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Why the Yield Curve Is Really Curving

Why the Yield Curve Is Really Curving
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2 min 37 sec

The U.S. Treasury yield curve has steepened dramatically since the start of 2021, with the 10-year yield rising nearly 70 bps while short-term rates remained close to 0%. While still negative, real yields also have risen, by roughly 50 bps since the start of the year. This movement is significant, as the shape of the Treasury yield curve reflects investor expectations for future inflation, which erodes the value of fixed income investments.

The yield curve typically slopes upward, meaning that longer maturity bonds carry higher yields than shorter maturities. Investors demand higher yields as compensation for buying bonds with longer maturities, as these bonds are more exposed to risks such as inflation.

As the pandemic took hold and economies around the world shut down in March 2020, growth and inflation expectations fell sharply, prompting the Federal Reserve to cut short-term rates to effectively zero and enact large-scale asset purchase programs. As a result, yields on short-term U.S. Treasuries have remained close to 0%.

As prospects for growth have brightened on the back of increasing vaccinations, a gradual re-opening across the country, and continued fiscal stimulus, yields on longer maturity bonds have risen while short-term rates have been anchored by the Fed. This shift in the yield curve is known as a “bear steepening,” meaning long-term yields are rising faster than short-term yields. The “bear” reflects the decline in bond prices associated with rising yields. This steepening reflects expectations for higher inflation and is often associated with the beginning of an economic expansion.

U.S. Treasury Yield Curve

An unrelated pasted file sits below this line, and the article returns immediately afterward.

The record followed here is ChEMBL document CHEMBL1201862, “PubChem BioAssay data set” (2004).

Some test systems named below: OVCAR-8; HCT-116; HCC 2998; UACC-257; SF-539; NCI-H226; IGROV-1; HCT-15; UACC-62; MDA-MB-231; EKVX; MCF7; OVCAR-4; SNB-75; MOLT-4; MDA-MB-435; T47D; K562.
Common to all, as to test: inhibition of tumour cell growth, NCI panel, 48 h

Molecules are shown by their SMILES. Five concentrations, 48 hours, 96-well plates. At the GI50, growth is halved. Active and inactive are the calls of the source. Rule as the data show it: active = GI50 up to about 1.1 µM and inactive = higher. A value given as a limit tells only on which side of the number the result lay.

What are the ripple effects for institutional investors of rising longer-term yields and higher inflation? Because bond prices fall when yields rise, investors may experience losses in the short-term. However, longer-term, higher yields are beneficial to bond investors, as coupon income is reinvested throughout the life of the bond. And should the U.S. experience a true uptick in inflation, the Federal Reserve would likely tighten monetary policy by raising short-term rates or slowing asset purchases. As the Fed raises rates, companies face higher costs for borrowing, which may reduce earnings and slow capital expenditures, depressing stock prices. Further, rising yields can make stocks less attractive on a relative value basis.

Despite the recent rise in yields and increased inflation prospects, in recent weeks Federal Reserve Chairman Jerome Powell indicated the central bank would keep its easy money policies in place until substantial progress has been made toward its 2% average inflation target. In an effort to achieve this average target, the Fed will tolerate inflation above its target for a period of time to offset periods when inflation is below target, as it has been for nearly the last decade. Such progress has not yet been reflected in economic data, as the change in the PCE price index—the Fed’s preferred inflation gauge—for the 12 months ended January 2021 was 1.5%, according to the Bureau of Economic Analysis.

For investors, the bottom line seems clear: while the Fed is generally optimistic about the direction of the economy, monetary policy is unlikely to change in the near term.

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